Another fascinating tidbit: Japan’s 1889 constitution, which lasted till the end of WWII, produced a lot more democracy than its writers expected or wanted. The winners of the revolution really only wanted to stay on as the new rulers. They made sure that the new Diet did not control the army, or even really the ministries. They also limited suffrage, in hopes that the members would be well-off and conservative. They only allowed the Diet at all because people were already writing constitutions and hoping for democracy, and they thought they’d better get their own version out fast. But the very existence of the Diet, and national propaganda for building the nation, encouraged national debate, expectations that the Diet would matter, and expectations that the Japanese people should all benefit from modernization. The constitution allowed the elite to govern without the Diet, but in practice (and until the 1930s) power was essentially shared between the army, the bureaucrats, and the parties.

Paul Lockhart, Firepower: How weapons shaped warfare (2021). If your conworld gets at all beyond the medieval period, you should read this or something like it. It’s about guns, including their big brothers artillery and cannons. I’m still in the middle of it, but one of the main takeaways is that like most technology, it’s a matter of small but constant improvements– and ongoing challenges. E.g. I knew that rifling was important: if you cut a spiral groove in the barrel of a gun and make bullets engage it, they get a spin that makes them far more accurate and deadly. This was known from the 15th century, so why didn’t it take over till the 1800s? Well, because firing a gun (especially with black powder) produces residues that clog the interior. You can’t fire too many shots before the balls don’t fit– unlike a musket which has more leeway. Good rifles had to wait till the ball was replaced with the bullet, and rifles had mechanisms to deform the bullet to force it into the rifling. Another example: breech loading is far more efficient than ramming shot in through the barrel. This too was known early on, but didn’t entirely take over till the late 1800s. Here too there were just many little technical problems to overcome: early breech loaders had a tendency to blow up, or leak hot gases.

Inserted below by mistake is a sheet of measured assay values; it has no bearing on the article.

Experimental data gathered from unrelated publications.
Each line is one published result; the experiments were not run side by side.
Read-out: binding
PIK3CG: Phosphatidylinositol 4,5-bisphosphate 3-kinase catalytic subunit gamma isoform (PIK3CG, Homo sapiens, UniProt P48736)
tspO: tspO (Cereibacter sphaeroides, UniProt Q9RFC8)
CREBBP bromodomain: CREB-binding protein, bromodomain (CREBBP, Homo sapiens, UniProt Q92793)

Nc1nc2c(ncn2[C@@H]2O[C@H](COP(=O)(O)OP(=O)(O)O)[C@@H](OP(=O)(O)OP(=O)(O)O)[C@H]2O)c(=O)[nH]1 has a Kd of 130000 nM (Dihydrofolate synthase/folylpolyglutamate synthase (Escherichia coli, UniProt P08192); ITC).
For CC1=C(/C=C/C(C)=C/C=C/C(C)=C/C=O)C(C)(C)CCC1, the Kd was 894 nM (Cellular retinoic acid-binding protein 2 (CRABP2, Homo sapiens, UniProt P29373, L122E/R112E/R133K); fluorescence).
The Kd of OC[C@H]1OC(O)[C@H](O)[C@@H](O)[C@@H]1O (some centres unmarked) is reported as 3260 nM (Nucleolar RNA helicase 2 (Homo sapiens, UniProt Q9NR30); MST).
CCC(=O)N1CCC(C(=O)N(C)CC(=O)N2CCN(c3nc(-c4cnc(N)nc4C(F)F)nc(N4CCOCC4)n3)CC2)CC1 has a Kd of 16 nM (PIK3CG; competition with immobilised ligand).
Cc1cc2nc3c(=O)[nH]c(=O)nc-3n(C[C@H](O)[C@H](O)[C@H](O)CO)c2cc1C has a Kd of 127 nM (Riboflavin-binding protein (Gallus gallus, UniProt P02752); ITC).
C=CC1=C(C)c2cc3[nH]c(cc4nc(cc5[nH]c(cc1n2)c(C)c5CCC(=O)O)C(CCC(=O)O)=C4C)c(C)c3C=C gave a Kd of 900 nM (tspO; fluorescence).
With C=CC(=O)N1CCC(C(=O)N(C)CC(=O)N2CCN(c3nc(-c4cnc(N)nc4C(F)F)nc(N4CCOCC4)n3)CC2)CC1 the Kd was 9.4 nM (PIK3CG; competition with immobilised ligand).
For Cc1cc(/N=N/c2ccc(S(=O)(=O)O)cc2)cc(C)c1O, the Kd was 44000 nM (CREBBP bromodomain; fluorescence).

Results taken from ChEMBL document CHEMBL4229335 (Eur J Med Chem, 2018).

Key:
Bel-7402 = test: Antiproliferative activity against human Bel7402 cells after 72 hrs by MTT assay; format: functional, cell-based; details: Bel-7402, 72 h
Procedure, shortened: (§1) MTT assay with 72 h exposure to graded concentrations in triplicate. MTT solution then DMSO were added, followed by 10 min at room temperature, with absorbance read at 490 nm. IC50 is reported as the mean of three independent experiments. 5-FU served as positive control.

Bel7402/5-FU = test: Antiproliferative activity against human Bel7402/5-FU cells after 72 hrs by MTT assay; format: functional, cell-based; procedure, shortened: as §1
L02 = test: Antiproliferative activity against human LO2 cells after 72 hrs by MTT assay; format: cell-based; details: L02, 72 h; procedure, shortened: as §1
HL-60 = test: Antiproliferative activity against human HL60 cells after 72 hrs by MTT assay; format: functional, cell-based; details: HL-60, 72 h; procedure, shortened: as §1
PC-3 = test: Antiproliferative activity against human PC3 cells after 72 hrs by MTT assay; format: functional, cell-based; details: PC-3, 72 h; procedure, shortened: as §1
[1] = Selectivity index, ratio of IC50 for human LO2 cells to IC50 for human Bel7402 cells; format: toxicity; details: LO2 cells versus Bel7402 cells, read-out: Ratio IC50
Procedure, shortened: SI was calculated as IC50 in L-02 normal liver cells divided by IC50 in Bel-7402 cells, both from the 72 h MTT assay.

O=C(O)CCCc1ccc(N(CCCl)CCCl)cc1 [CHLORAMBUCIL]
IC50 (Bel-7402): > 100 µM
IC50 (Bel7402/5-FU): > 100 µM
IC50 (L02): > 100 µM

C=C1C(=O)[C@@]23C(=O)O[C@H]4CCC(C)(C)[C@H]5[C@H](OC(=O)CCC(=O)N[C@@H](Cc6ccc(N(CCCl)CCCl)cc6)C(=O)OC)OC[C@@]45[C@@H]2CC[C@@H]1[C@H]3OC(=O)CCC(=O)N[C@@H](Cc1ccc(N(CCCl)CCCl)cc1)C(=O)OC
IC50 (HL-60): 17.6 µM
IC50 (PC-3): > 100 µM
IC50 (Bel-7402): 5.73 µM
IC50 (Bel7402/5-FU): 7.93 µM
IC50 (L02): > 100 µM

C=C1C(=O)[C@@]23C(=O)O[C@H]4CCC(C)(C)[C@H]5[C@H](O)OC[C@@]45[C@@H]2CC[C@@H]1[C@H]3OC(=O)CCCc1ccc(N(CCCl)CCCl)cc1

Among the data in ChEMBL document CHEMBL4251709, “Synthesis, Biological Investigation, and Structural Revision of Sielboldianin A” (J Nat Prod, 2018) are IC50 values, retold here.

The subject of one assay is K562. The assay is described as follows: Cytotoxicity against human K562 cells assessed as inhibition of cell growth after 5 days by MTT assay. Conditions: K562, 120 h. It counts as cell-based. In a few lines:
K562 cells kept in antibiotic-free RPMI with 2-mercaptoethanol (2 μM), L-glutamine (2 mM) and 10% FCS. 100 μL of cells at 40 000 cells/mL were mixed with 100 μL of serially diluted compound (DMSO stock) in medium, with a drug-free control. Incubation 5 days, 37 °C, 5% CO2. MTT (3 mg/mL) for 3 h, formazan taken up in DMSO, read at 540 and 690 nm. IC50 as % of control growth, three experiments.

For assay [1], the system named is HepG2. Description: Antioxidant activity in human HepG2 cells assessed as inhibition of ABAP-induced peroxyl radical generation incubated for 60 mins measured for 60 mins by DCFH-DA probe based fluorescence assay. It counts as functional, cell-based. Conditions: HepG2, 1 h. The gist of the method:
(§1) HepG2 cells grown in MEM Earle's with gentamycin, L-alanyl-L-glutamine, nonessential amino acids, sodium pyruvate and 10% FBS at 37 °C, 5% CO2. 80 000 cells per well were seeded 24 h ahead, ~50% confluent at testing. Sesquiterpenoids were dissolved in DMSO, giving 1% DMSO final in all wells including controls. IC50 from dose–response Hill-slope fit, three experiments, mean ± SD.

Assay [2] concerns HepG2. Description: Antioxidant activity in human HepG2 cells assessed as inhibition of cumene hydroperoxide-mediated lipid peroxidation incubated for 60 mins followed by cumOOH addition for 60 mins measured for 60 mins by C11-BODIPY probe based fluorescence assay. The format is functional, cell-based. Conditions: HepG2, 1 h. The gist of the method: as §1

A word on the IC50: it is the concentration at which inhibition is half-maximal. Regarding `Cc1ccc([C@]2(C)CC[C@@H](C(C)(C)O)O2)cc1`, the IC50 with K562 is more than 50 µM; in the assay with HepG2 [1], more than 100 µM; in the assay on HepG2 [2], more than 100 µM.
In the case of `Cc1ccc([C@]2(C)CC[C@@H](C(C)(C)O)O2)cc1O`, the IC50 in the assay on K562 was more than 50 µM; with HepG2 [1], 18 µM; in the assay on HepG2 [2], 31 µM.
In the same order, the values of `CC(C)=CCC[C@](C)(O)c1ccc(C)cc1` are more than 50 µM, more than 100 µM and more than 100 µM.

Another takeaway: any old empire could afford muskets and cannons. But as the technology developed, only great powers could afford the newest guns– and they had to acquire them (and in enormous quantities) at any cost, because falling behind in the arms race was devastating. When explosive shells were developed that set wooden ships on fire– well, everyone had to shift to ironclads if they could. It’s no coincidence that nearly-free nobles were subjugated to kings, and smaller states became the prey of great powers. Even in the 1800s, the hot new tech might only last for a couple of decades.